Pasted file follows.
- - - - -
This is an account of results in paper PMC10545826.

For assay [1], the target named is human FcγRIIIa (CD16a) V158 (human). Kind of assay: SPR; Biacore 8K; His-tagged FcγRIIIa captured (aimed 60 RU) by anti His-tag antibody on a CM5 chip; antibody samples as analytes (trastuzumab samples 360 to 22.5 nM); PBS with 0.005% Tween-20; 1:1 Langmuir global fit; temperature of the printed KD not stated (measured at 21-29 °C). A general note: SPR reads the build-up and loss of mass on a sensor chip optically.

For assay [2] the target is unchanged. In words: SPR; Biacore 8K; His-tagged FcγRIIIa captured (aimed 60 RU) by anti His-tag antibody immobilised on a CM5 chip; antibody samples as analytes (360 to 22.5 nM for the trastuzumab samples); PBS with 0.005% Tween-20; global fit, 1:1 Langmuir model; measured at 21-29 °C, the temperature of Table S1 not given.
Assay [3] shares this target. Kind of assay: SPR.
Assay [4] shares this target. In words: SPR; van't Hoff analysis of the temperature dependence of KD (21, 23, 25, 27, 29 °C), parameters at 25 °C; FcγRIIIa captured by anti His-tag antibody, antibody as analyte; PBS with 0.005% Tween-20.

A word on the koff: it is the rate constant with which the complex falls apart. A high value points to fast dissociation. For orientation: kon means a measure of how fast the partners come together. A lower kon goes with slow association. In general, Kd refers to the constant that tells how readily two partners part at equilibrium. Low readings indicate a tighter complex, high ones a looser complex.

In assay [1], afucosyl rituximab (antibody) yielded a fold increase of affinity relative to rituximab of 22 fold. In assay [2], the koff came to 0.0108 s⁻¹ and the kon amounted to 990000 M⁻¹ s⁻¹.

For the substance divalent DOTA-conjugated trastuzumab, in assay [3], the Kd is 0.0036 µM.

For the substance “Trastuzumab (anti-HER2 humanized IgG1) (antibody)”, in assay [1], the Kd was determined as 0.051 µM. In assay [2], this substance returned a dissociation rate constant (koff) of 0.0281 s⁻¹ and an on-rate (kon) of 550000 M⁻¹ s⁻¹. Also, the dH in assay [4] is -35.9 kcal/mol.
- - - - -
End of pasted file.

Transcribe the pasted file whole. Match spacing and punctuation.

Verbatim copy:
This is an account of results in paper PMC10545826.

For assay [1], the target named is human FcγRIIIa (CD16a) V158 (human). Kind of assay: SPR; Biacore 8K; His-tagged FcγRIIIa captured (aimed 60 RU) by anti His-tag antibody on a CM5 chip; antibody samples as analytes (trastuzumab samples 360 to 22.5 nM); PBS with 0.005% Tween-20; 1:1 Langmuir global fit; temperature of the printed KD not stated (measured at 21-29 °C). A general note: SPR reads the build-up and loss of mass on a sensor chip optically.

For assay [2] the target is unchanged. In words: SPR; Biacore 8K; His-tagged FcγRIIIa captured (aimed 60 RU) by anti His-tag antibody immobilised on a CM5 chip; antibody samples as analytes (360 to 22.5 nM for the trastuzumab samples); PBS with 0.005% Tween-20; global fit, 1:1 Langmuir model; measured at 21-29 °C, the temperature of Table S1 not given.
Assay [3] shares this target. Kind of assay: SPR.
Assay [4] shares this target. In words: SPR; van't Hoff analysis of the temperature dependence of KD (21, 23, 25, 27, 29 °C), parameters at 25 °C; FcγRIIIa captured by anti His-tag antibody, antibody as analyte; PBS with 0.005% Tween-20.

A word on the koff: it is the rate constant with which the complex falls apart. A high value points to fast dissociation. For orientation: kon means a measure of how fast the partners come together. A lower kon goes with slow association. In general, Kd refers to the constant that tells how readily two partners part at equilibrium. Low readings indicate a tighter complex, high ones a looser complex.

In assay [1], afucosyl rituximab (antibody) yielded a fold increase of affinity relative to rituximab of 22 fold. In assay [2], the koff came to 0.0108 s⁻¹ and the kon amounted to 990000 M⁻¹ s⁻¹.

For the substance divalent DOTA-conjugated trastuzumab, in assay [3], the Kd is 0.0036 µM.

For the substance “Trastuzumab (anti-HER2 humanized IgG1) (antibody)”, in assay [1], the Kd was determined as 0.051 µM. In assay [2], this substance returned a dissociation rate constant (koff) of 0.0281 s⁻¹ and an on-rate (kon) of 550000 M⁻¹ s⁻¹. Also, the dH in assay [4] is -35.9 kcal/mol.